Newscast for Thursday, August 25, 2011
- US records show shifting relationship with Gaddafi
- Calls for federal investigation follow report of NYPD’s monitoring of Muslims
- Deadly attack in South Sudan leaves villagers in disarray
- Workers in Chile strike as students continue push for free education
African countries pledge aid to famine victims
Famine conditions continue relatively unchecked in the Horn of Africa, as millions of people continue to starve. Today the African Union held a pledging conference, which raised about $50 million to aid the region. The AU nations have been met with criticism because of previously low giving rates, and even today’s giving falls below expectations.
But the Guardian reports the African Development Bank has pledged $300 million for long-term regional development. UN Humanitarian Agency spokesperson Mathew Conway told UN radio this kind of development is necessary.
“Yes we need to address the immediate life-saving needs of the population most affected by the drought, but at the same time we need to be looking at longer-term solutions so that we’re not faced with this crisis every year or every few years.”
Conway says access has been a major obstacle to helping people in the region. Poor roads and mobile populations have been factors. “That’s not just limited to southern Somalia… But also remote areas in Ethiopia and northern Kenya where infrastructure is not where it needs to be to get the quantities of supplies to the populations.” The famine is threatening the lives of more than 12 million people in Djibouti, Ethiopia, Kenya and Somalia.
Indian Parliament agrees to consider Hazare anti-corruption legislation
Today the Indian Parliament agreed to debate an anti-corruption bill proposed by activist Anna Hazare. Hazare, who has been on hunger strike for 10 days, is expected to end his fast tomorrow. FSRN’s Bismillah Geelani reports from New Delhi.
The government’s offer came a day after Hazare dismissed appeals to end his fast, despite his deteriorating health. In agreeing to discuss the legislation, the government has conceded to one of Hazare’s key demands, but the 74-year old activist is still skeptical.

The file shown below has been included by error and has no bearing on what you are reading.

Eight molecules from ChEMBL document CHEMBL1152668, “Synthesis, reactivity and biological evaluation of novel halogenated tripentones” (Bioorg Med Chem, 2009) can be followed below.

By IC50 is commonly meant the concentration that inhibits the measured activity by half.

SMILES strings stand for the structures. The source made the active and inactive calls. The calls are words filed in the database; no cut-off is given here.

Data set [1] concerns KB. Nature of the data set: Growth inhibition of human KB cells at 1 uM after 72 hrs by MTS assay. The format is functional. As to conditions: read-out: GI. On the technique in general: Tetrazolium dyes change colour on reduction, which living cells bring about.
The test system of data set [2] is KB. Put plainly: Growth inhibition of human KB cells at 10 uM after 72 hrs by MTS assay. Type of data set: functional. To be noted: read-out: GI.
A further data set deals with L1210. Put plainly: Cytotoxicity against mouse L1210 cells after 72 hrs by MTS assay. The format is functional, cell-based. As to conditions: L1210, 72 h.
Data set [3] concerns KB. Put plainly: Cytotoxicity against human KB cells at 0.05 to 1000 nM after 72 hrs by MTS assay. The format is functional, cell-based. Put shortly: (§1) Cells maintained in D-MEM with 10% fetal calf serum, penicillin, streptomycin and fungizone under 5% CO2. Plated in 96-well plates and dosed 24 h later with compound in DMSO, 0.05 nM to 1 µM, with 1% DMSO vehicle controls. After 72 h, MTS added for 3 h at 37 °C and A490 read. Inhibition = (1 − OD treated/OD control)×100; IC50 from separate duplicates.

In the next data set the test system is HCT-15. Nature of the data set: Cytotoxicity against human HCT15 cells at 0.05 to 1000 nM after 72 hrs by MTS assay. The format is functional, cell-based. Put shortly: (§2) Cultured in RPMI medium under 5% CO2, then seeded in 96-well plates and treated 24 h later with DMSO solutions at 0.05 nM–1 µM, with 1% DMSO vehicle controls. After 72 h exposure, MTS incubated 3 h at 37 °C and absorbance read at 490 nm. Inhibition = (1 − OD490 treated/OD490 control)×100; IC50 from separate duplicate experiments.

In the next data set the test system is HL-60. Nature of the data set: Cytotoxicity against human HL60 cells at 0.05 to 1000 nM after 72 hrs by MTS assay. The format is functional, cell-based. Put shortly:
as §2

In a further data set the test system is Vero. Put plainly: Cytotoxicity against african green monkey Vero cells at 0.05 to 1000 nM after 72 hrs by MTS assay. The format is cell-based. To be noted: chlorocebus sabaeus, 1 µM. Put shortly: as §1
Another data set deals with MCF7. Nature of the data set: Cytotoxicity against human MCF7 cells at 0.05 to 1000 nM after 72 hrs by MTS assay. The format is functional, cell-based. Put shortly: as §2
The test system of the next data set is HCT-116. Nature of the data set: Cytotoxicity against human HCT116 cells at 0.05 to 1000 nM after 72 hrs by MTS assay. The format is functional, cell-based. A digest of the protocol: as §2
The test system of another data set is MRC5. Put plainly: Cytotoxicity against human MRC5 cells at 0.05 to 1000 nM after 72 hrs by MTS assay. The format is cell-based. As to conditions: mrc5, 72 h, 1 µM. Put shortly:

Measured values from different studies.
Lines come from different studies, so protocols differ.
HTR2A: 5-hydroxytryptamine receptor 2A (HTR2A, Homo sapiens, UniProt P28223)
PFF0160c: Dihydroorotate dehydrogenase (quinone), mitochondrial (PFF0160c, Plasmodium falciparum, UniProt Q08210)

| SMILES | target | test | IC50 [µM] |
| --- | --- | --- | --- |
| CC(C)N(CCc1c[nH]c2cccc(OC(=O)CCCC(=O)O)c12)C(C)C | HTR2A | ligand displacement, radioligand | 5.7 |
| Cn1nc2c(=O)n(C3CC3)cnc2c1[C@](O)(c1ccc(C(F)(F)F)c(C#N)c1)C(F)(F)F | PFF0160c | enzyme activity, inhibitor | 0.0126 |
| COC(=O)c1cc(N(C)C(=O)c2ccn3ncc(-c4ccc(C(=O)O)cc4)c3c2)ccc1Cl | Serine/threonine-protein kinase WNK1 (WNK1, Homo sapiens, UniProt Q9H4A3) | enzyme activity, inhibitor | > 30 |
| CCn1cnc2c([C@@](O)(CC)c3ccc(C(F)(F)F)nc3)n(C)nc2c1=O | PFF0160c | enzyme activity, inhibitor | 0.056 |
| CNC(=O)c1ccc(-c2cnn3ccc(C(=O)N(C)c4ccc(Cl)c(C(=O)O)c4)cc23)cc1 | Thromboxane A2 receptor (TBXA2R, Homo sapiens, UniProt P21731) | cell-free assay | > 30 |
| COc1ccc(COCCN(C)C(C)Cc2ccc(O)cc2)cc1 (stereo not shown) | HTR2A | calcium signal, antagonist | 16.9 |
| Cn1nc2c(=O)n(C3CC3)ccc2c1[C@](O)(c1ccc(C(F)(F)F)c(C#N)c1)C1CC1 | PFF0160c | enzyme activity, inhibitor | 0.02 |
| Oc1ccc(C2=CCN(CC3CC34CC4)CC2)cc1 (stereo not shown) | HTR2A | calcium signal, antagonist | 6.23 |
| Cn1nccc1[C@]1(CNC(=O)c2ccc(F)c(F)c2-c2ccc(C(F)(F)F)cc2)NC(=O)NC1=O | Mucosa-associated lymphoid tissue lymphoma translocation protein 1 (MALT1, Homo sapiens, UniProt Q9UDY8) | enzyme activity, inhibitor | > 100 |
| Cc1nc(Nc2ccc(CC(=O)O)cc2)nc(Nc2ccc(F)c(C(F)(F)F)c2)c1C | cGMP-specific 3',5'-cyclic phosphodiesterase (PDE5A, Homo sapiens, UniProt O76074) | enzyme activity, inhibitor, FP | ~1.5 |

“I don’t trust them. They have betrayed me twice but I won’t let it happen again. Let’s see how sincerely they go about it.”
Hazare is calling for a strong anti-corruption law that would create an independent ombudsman with the power to investigate corruption charges against all government officials. Hazare says while he may end his hunger strike, his protest will continue until all his demands are met. Bismillah Geelnai, FSRN, New Delhi.
Sri Lanka to lift 40-year emergency rule
The Sri Lankan government today announced it would end the state of emergency, which has been in place since 1971. The decision comes two years after government forces won a bloody war against Tamil Tiger rebels. FSRN’s Ponniah Manikavasagam reports.
Sri Lankan President Mahinda Rajapakse told Parliament he would end emergency rule because there have been no militant activities since the war ended in May 2009. This draconian law gave security forces sweeping powers to arrest and detain suspects without trial.
Western governments and India had been urging the government to end the emergency rule, arguing that its provisions allowed unfair detention and silenced anti-government activists. Thousands of people are currently being held under the emergency, and removal would speed up the process of releasing them.
It still needs a majority vote in the parliament to be repealed. However an equally stringent Prevention of Terrorism Act will remain in place. Ponniah Manikavasagm, FSRN, Sri Lanka.
Inter-American Human Rights Court hears first LGBT rights case
The Inter-American Court of Human Rights yesterday hear the case of a lesbian mother who was stripped of custody of her children by the Chilean Government because of her sexual orientation. This is the first time the court has taken up the issue of LGBT discrimination. The UK’s Pink News reports that Karen Atala lost custody of her children in 2003. If the court rules in favor of Atala, the government of Chile is mandated to follow its orders. Earlier this month, the Chilean President introduced civil unions legislation in congress.